This work was primarily funded by a grant from the Brookdale Foundation, through the Brookdale Leadership in Aging Fellowship. The authors thank them for their generous support and advocacy for geriatric care. Additional support was provided by the American Medical Association through underwriting the conference calls, consensus conference, and support of the Mount Sinai School of Medicine and the Portal of Geriatric Online Education.
Development of Geriatric Competencies for Emergency Medicine Residents Using an Expert Consensus Process
Article first published online: 1 MAR 2010
© 2010 by the Society for Academic Emergency Medicine
Academic Emergency Medicine
Volume 17, Issue 3, pages 316–324, March 2010
How to Cite
Hogan, T. M., Losman, E. D., Carpenter, C. R., Sauvigne, K., Irmiter, C., Emanuel, L. and Leipzig, R. M. (2010), Development of Geriatric Competencies for Emergency Medicine Residents Using an Expert Consensus Process. Academic Emergency Medicine, 17: 316–324. doi: 10.1111/j.1553-2712.2010.00684.x
- Issue published online: 1 MAR 2010
- Article first published online: 1 MAR 2010
- Received September 2, 2009; revision received October 22, 2009; accepted October 24, 2009.
- emergency medicine residents;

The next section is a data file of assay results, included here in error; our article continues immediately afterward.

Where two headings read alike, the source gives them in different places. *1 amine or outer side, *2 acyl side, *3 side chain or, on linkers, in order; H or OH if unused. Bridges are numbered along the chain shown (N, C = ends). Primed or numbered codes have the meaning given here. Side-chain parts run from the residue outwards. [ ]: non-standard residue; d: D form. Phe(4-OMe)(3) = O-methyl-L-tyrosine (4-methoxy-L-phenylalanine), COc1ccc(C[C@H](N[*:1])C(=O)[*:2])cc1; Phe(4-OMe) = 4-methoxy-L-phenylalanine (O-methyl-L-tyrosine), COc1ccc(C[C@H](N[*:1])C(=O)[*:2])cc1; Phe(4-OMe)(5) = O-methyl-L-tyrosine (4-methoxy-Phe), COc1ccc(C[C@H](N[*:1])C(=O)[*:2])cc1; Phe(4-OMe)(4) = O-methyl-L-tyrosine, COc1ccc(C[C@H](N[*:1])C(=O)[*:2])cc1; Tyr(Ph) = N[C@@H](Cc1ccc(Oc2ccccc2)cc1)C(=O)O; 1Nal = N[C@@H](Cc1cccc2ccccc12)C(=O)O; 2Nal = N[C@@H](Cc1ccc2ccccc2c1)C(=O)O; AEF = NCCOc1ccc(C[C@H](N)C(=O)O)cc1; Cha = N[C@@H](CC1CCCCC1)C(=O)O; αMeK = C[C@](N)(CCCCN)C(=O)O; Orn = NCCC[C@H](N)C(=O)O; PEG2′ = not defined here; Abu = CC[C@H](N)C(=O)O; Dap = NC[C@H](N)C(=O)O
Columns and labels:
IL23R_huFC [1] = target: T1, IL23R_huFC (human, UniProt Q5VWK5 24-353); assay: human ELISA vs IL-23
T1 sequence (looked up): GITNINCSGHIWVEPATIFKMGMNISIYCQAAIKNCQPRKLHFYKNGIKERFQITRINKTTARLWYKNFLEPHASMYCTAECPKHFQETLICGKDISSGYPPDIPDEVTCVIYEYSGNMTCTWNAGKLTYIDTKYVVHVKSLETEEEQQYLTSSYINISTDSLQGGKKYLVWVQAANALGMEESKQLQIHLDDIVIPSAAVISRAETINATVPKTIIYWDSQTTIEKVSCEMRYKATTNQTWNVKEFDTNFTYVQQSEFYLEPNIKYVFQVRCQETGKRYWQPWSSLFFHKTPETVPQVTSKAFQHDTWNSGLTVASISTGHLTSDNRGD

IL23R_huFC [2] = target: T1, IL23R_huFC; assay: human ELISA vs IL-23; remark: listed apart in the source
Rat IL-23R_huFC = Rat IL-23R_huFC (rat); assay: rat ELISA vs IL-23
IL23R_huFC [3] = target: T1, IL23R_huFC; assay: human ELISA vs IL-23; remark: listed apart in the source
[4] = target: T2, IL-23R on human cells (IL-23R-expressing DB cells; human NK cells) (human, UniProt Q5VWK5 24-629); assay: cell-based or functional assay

Background: The emergency department (ED) visit rate for older patients exceeds that of all age groups other than infants. The aging population will increase elder ED patient utilization to 35% to 60% of all visits. Older patients can have complex clinical presentations and be resource-intensive. Evidence indicates that emergency physicians fail to provide consistent high-quality care for elder ED patients, resulting in poor clinical outcomes.
Objectives: The objective was to develop a consensus document, “Geriatric Competencies for Emergency Medicine Residents,” by identified experts. This is a minimum set of behaviorally based performance standards that all residents should be able to demonstrate by completion of their residency training.
Methods: This consensus-based process utilized an inductive, qualitative, multiphase method to determine the minimum geriatric competencies needed by emergency medicine (EM) residents. Assessments of face validity and reliability were used throughout the project.
Results: In Phase I, participants (n = 363) identified 12 domains and 300 potential competencies. In Phase II, an expert panel (n = 24) clustered the Phase I responses, resulting in eight domains and 72 competencies. In Phase III, the expert panel reduced the competencies to 26. In Phase IV, analysis of face validity and reliability yielded a 100% consensus for eight domains and 26 competencies. The domains identified were atypical presentation of disease; trauma, including falls; cognitive and behavioral disorders; emergent intervention modifications; medication management; transitions of care; pain management and palliative care; and effect of comorbid conditions.
Conclusions: The Geriatric Competencies for EM Residents is a consensus document that can form the basis for EM residency curricula and assessment to meet the demands of our aging population.
ACADEMIC EMERGENCY MEDICINE 2010; 17:316–324 © 2010 by the Society for Academic Emergency Medicine